Dickstein was a man of Manhattan. Born on February 23, 1940, he lived on the Lower East Side until his family moved to Queens when he was 9. He majored in English at the College, where he also was an editor at Spectator. After earning an M.A. and Ph.D. at Yale and studying at Clare College, Cambridge, Dickstein returned to the Upper West Side and began a rich teaching career that spanned more than four decades.
His love of books was stoked as an undergraduate, when he read the work of two of Columbia’s most distinguished scholars: Jacques Barzun CC 1927, GSAS 1932’s Teacher in America (1946) and Lionel Trilling CC 1925, GSAS’38’s The Liberal Imagination (1950). Having originally considered a career in journalism or law, those books changed Dickstein’s thinking and he found his calling as a literary critic and teacher.
“The idea of teaching others to love books as a career was a gift,” his daughter, Rachel, told The New York Times. “Reading and writing about what he was reading was his passion.”
After earning a doctorate in 1967, Dickstein taught at Columbia before moving in 1974 to Queens College and the CUNY Graduate Center. He was a distinguished professor of English, theater and performance, and liberal studies and founded the Center for the Humanities in 1993. He retired in 2013.
Dickstein published a book review for Partisan Review when he was 22, and throughout his career frequently wrote for The Times Literary Supplement in Britain and The New York Times Book Review, Partisan Review and others. He authored numerous influential books including Gates of Eden: American Culture in the Sixties (1977); Double Agent: The Critic and Society (1992); Leopards in the Temple: The Transformation of American Fiction, 1945–1970 (2002); A Mirror in the Roadway: Literature and the Real World (2005); Dancing in the Dark: A Cultural History of the Great Depression (2009); and a memoir, Why Not Say What Happened: A Sentimental Education (2015). Gates of Eden was nominated for a National Book Critics Circle Award and Dancing in the Dark was a finalist for that award.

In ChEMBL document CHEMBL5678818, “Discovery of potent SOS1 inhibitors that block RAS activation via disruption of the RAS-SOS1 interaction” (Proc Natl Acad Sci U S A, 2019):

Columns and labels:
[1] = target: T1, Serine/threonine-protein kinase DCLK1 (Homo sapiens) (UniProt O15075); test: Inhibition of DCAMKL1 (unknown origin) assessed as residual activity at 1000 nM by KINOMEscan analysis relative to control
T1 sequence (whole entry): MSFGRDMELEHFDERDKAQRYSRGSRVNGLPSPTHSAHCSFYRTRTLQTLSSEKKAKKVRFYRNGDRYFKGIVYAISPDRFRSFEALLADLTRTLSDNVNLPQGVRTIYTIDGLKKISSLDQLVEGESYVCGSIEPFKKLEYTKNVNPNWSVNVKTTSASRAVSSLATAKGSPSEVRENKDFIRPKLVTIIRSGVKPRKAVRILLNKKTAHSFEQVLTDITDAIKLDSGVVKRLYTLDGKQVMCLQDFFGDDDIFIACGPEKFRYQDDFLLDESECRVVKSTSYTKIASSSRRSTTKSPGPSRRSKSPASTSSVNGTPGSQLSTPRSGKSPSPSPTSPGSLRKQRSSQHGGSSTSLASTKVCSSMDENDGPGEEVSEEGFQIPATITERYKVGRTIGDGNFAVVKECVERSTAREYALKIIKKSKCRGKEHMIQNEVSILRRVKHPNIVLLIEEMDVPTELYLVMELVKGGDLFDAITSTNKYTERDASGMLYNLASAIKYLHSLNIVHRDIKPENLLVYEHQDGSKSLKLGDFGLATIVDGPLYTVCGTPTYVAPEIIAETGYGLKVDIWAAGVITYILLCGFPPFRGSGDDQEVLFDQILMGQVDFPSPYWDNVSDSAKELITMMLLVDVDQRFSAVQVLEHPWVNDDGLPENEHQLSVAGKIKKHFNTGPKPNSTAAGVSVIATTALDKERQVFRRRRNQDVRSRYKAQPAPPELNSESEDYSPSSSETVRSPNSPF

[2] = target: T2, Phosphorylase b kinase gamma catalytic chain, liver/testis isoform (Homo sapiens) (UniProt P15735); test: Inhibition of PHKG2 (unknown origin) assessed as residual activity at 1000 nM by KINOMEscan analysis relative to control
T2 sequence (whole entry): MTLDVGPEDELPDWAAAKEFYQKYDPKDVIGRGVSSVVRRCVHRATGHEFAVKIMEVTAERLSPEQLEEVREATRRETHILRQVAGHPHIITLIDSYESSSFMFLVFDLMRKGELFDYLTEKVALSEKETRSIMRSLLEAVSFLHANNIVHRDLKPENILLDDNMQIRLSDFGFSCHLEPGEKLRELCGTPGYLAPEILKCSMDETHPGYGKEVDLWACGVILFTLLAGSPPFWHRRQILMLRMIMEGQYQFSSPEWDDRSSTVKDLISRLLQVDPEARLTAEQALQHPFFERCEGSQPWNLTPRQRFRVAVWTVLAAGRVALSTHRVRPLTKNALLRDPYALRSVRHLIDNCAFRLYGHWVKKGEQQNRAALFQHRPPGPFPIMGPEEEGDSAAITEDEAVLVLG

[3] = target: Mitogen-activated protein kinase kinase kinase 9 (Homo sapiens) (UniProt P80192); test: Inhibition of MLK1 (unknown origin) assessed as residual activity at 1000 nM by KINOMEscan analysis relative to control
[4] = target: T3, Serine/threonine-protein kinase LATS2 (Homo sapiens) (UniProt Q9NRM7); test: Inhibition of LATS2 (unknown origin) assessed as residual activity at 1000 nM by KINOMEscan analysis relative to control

In his writings, Dickstein was careful to avoid what he considered the hyper-academic style that he felt was driving many readers away from literary criticism. Instead, he developed a style that was erudite but accessible.
Dickstein saw his responsibility, and that of any critic, to reveal the “sea of hype” that surrounded many books, films and other works of art. “Only when you read a serious review do you see the issues underneath,” he told The New York Times in 1998. “Criticism plays a very important role in keeping people honest. Otherwise, things will be hyped out of sight and reduced to the lowest common denominator.”
In addition to his daughter and her husband, Blake Eskin, Dickstein is survived by his wife of 56 years, Lore Willner; son, Jeremy ’88, and his wife, Jill; sister, Doris Fineberg; and four grandchildren. Memorial contributions may be made to Temple Adas Israel in Sag Harbor, N.Y.
— Alex Sachare ’71
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